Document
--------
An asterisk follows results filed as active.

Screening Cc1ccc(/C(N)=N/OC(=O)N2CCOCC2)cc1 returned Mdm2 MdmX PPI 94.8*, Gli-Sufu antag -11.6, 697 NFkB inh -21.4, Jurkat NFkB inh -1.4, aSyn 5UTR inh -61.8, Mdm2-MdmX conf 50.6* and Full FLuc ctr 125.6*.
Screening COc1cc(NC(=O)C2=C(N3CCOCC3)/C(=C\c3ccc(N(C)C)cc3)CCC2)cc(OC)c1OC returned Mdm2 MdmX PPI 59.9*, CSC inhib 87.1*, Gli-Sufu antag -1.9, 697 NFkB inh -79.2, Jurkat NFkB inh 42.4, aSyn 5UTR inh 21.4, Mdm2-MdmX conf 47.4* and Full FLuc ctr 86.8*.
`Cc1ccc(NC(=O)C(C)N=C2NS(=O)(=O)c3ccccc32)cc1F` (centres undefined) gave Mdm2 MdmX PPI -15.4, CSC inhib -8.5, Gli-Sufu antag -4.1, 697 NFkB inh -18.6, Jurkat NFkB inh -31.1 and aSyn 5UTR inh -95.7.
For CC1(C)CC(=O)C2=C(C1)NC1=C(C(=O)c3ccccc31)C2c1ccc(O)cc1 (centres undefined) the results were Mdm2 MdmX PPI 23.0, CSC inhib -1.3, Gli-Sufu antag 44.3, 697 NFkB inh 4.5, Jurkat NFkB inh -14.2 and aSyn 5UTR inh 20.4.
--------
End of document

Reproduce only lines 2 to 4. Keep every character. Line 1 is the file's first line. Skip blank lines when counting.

Screening Cc1ccc(/C(N)=N/OC(=O)N2CCOCC2)cc1 returned Mdm2 MdmX PPI 94.8*, Gli-Sufu antag -11.6, 697 NFkB inh -21.4, Jurkat NFkB inh -1.4, aSyn 5UTR inh -61.8, Mdm2-MdmX conf 50.6* and Full FLuc ctr 125.6*.
Screening COc1cc(NC(=O)C2=C(N3CCOCC3)/C(=C\c3ccc(N(C)C)cc3)CCC2)cc(OC)c1OC returned Mdm2 MdmX PPI 59.9*, CSC inhib 87.1*, Gli-Sufu antag -1.9, 697 NFkB inh -79.2, Jurkat NFkB inh 42.4, aSyn 5UTR inh 21.4, Mdm2-MdmX conf 47.4* and Full FLuc ctr 86.8*.
`Cc1ccc(NC(=O)C(C)N=C2NS(=O)(=O)c3ccccc32)cc1F` (centres undefined) gave Mdm2 MdmX PPI -15.4, CSC inhib -8.5, Gli-Sufu antag -4.1, 697 NFkB inh -18.6, Jurkat NFkB inh -31.1 and aSyn 5UTR inh -95.7.